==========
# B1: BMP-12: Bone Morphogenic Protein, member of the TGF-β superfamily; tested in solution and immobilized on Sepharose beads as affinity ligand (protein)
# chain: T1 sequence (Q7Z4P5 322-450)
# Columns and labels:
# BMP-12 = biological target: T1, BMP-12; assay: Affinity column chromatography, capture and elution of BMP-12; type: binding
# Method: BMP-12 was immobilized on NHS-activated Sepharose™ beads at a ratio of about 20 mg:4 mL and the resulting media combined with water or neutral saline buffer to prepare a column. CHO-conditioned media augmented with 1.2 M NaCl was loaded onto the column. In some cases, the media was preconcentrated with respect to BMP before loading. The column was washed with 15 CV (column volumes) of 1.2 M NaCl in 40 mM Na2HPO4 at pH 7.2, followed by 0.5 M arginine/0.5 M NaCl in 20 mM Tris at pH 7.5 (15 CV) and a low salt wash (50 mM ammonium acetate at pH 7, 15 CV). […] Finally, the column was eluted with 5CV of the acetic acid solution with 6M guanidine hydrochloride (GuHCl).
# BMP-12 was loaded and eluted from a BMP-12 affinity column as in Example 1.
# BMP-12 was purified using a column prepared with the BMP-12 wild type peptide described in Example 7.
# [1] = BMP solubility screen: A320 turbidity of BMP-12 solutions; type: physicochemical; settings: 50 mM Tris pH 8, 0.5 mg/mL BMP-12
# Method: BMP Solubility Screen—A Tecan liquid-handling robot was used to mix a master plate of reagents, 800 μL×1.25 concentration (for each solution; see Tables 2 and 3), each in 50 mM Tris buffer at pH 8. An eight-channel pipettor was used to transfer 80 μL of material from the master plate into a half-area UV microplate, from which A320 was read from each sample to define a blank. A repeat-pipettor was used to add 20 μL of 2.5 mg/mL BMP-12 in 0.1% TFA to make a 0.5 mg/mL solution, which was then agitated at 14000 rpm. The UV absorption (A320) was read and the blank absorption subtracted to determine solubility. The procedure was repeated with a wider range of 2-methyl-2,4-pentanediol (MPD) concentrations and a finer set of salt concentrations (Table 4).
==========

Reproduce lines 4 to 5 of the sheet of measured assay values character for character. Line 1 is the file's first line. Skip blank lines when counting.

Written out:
# BMP-12 = biological target: T1, BMP-12; assay: Affinity column chromatography, capture and elution of BMP-12; type: binding
# Method: BMP-12 was immobilized on NHS-activated Sepharose™ beads at a ratio of about 20 mg:4 mL and the resulting media combined with water or neutral saline buffer to prepare a column. CHO-conditioned media augmented with 1.2 M NaCl was loaded onto the column. In some cases, the media was preconcentrated with respect to BMP before loading. The column was washed with 15 CV (column volumes) of 1.2 M NaCl in 40 mM Na2HPO4 at pH 7.2, followed by 0.5 M arginine/0.5 M NaCl in 20 mM Tris at pH 7.5 (15 CV) and a low salt wash (50 mM ammonium acetate at pH 7, 15 CV). […] Finally, the column was eluted with 5CV of the acetic acid solution with 6M guanidine hydrochloride (GuHCl).